On the southern edge of the Minnesota Landscape Arboretum (MLA), just before the new Eastern Drive, sits a 1½ acre more than 50-year-old living display showing how hedges grow in Minnesota. The sign reads simply “Hedges.”
In 1958, the founding year of Minnesota Landscape Arboretum, when formal trialing of plants in cold climates began, a hedge collection or display was one of the first things Dr. Leon Snyder, founding director, mentioned as being planted (Anonymous, 1960). No doubt Snyder knew the work of Donald Wyman at the Arnold Arboretum and had likely visited and seen the hedge display there or at the Morton Arboretum in Chicago.
There is no formal statement of purpose for the Hedge Display, however, it seems implied that the purpose aligns very well with the overall mission of the Arboretum: to determine which plants could grow and evaluate their performance in USDA Hardiness Zone 4. In consultation with curators David Stevenson and Nick Kreevich, and Andersen Horticultural Librarian Kathy Allen, it was determined that 1967 is most likely the year the Hedge Display was planted. Peter Moe, current MLA Director noted, “formal hedges were more prevalent in home, commercial, and public landscapes in the mid-1960s and the collection was planted to show which plants were the best for formal hedges when properly pruned. There were fewer compact forms of many species at that time and many people tended to try to keep large plants such as Amur Maple as medium-sized hedges.”
The first annual MLA report published in April 1961, mentions a list of Special Gardens and Collections, “projects which require a relatively small initial investment but which require annual financial assistance in their maintenance.” A “hedge garden” was the second of 14 projects listed for the future of the fledgling Arboretum.
The 1966 annual report includes this paragraph: “Hedge Area–A hedge area, which will cover about 1½ acres, was started on the land purchased by the St. Paul Garden Club. The new road will cut through the center of this section. For a suitable enclosure for wind protection, a border of Black Hills spruce was planted around the area. When the planting is complete, about 90 different hedge materials will be included.” The back cover of this publication showed the “Hedge Garden” on the map of the Arboretum.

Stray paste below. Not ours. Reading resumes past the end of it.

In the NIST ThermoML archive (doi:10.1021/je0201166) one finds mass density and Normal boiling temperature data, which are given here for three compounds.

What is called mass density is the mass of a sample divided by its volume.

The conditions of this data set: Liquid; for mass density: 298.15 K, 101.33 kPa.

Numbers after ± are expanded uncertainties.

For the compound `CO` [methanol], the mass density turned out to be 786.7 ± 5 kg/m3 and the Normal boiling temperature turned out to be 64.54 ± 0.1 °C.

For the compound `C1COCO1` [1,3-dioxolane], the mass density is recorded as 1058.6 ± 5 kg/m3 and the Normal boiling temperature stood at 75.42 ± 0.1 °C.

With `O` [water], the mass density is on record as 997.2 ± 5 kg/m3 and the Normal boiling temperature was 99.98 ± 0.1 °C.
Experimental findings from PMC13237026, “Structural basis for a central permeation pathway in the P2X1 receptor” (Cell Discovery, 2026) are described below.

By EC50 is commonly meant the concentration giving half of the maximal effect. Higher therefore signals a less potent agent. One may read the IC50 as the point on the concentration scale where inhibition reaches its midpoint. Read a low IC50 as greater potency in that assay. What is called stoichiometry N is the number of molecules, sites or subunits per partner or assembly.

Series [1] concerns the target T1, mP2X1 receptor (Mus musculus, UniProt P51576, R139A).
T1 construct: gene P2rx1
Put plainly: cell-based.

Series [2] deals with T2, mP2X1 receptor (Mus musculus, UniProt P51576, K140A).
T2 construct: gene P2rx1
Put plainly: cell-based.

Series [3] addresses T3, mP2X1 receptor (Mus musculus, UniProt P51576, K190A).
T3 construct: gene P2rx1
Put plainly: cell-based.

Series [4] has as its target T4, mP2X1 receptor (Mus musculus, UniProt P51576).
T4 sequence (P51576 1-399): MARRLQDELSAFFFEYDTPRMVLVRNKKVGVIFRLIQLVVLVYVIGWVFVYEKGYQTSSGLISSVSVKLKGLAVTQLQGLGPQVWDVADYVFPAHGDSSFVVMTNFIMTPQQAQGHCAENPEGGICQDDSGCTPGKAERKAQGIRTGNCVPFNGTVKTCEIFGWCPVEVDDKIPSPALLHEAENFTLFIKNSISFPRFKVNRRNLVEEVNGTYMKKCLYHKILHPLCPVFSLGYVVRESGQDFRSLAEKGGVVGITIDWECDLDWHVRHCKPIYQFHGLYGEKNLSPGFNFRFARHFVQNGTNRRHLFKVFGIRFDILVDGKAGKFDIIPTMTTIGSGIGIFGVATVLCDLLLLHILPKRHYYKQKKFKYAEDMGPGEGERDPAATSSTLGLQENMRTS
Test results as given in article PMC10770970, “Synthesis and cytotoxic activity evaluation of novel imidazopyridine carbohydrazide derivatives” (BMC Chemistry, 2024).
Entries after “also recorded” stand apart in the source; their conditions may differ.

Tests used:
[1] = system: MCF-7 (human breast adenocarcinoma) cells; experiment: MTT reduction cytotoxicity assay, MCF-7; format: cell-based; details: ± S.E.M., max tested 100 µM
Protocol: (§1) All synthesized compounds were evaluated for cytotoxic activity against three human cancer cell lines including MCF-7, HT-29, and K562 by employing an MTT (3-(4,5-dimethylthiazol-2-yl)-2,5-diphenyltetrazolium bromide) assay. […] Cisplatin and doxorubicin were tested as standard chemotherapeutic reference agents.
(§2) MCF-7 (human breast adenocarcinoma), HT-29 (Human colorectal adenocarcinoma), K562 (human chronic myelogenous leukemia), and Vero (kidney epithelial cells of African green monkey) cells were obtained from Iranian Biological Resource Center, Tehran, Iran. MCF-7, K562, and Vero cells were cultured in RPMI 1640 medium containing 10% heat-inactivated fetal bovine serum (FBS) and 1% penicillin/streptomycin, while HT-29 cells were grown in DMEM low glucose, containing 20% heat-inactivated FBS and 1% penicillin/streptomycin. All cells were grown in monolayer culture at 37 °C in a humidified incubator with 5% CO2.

The 1968 Annual Report noted: “The hedge area is beginning to take shape. About 20 hedge materials were planted, and the entire area was seeded down to bluegrass in August. About 90 different materials will be planted.” The 1969 Annual Report back cover included a map showing the land acquisitions enabled the expansion and planting of the Hedge Display.
As former Associate Extension Professor Mike Zins stated, the Hedge Collection provided an anchor for the new addition.
Leon Snyder authored the two-page publication entitled Formal Hedge Plants in 1971, stating, “We have started a collection of formal hedges in the Arboretum. When completed, this hedge area will contain 90 specimens and cultivars. 66 are planted now. The following show the greatest promise.” He then listed 33 plants with a brief description of each, including some of the first information on broad-leaved evergreen hardiness, such as boxwood.
In 1980, Mervin Eisel made minor revisions to Snyder’s publication with updated information on the Korean boxwood stating, “We have been quite successful with this variety in sheltered locations. Individual plants 20 or more years old on favorable sites are still attractive.” The same 33 plants are listed with comments as in the 1971 publication.
Snyder (1985) included a section entitled Pruning Hedges (p. 57-58) in Gardening in the Upper Midwest, where he defines informal hedges as unpruned while formal hedges are “sheared using the tip pruning method.” He states how to prune: at planting cut back to six inches of the base and always trim wider at base. Formal hedges, he advises, require much work, but “similar results can be achieved by selecting the right plants to grow as an informal hedge.” He lists 20 plants for informal hedges and 15 for formal, pruned hedges (p. 172). In another book on native plants, Snyder listed 19 ornamental trees and shrubs as useful for hedges and screens (Snyder, 1991). No doubt much of his knowledge was formed from the Arboretum hedge display.
As of 2021, the MLA Hedge Display contains 73 taxa, or different plants in 36 genera, with 53 cultivars or named selections. Ten hedges in the display are evergreen with boxwood being the only broad-leaved evergreen, but there are three kinds of boxwood! Several of the plants date back to the 1967 planting, making them over 50 years old.
Darwin Pellett is the Landscape Gardener at the MLA who has managed the Hedge Display for more than 20 years. Currently, he formally shears all but three of the hedges. See details on maintenance and care of the Arboretum’s Hedge Display in the chapter entitled MLA Hedge Care and Maintenance.